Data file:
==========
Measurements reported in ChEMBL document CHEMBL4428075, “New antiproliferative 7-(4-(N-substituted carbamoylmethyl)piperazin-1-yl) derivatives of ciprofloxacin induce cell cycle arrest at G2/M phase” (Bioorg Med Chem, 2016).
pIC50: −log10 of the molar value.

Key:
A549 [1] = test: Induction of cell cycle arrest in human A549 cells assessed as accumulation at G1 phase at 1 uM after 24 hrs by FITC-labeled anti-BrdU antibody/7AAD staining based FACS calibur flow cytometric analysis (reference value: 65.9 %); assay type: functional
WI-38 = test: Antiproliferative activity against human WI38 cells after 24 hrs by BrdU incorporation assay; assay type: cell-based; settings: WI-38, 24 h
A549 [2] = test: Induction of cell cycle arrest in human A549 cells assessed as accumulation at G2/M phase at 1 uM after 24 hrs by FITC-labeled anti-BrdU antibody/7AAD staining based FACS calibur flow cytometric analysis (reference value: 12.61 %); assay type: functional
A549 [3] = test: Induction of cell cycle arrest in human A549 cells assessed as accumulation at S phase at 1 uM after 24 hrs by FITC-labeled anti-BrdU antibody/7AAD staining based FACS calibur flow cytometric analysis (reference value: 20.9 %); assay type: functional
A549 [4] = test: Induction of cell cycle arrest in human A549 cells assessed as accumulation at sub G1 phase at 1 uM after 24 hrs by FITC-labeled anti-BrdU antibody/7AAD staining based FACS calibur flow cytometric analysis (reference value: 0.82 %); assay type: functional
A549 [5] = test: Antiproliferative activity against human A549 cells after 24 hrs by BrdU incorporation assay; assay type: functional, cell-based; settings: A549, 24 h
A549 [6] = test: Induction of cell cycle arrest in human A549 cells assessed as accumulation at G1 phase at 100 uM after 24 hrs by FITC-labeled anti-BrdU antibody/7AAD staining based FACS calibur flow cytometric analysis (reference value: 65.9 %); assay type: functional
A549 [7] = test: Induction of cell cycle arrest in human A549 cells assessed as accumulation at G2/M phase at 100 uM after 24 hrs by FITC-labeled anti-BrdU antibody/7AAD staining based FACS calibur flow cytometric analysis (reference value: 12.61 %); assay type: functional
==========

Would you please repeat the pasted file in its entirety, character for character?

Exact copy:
Measurements reported in ChEMBL document CHEMBL4428075, “New antiproliferative 7-(4-(N-substituted carbamoylmethyl)piperazin-1-yl) derivatives of ciprofloxacin induce cell cycle arrest at G2/M phase” (Bioorg Med Chem, 2016).
pIC50: −log10 of the molar value.

Key:
A549 [1] = test: Induction of cell cycle arrest in human A549 cells assessed as accumulation at G1 phase at 1 uM after 24 hrs by FITC-labeled anti-BrdU antibody/7AAD staining based FACS calibur flow cytometric analysis (reference value: 65.9 %); assay type: functional
WI-38 = test: Antiproliferative activity against human WI38 cells after 24 hrs by BrdU incorporation assay; assay type: cell-based; settings: WI-38, 24 h
A549 [2] = test: Induction of cell cycle arrest in human A549 cells assessed as accumulation at G2/M phase at 1 uM after 24 hrs by FITC-labeled anti-BrdU antibody/7AAD staining based FACS calibur flow cytometric analysis (reference value: 12.61 %); assay type: functional
A549 [3] = test: Induction of cell cycle arrest in human A549 cells assessed as accumulation at S phase at 1 uM after 24 hrs by FITC-labeled anti-BrdU antibody/7AAD staining based FACS calibur flow cytometric analysis (reference value: 20.9 %); assay type: functional
A549 [4] = test: Induction of cell cycle arrest in human A549 cells assessed as accumulation at sub G1 phase at 1 uM after 24 hrs by FITC-labeled anti-BrdU antibody/7AAD staining based FACS calibur flow cytometric analysis (reference value: 0.82 %); assay type: functional
A549 [5] = test: Antiproliferative activity against human A549 cells after 24 hrs by BrdU incorporation assay; assay type: functional, cell-based; settings: A549, 24 h
A549 [6] = test: Induction of cell cycle arrest in human A549 cells assessed as accumulation at G1 phase at 100 uM after 24 hrs by FITC-labeled anti-BrdU antibody/7AAD staining based FACS calibur flow cytometric analysis (reference value: 65.9 %); assay type: functional
A549 [7] = test: Induction of cell cycle arrest in human A549 cells assessed as accumulation at G2/M phase at 100 uM after 24 hrs by FITC-labeled anti-BrdU antibody/7AAD staining based FACS calibur flow cytometric analysis (reference value: 12.61 %); assay type: functional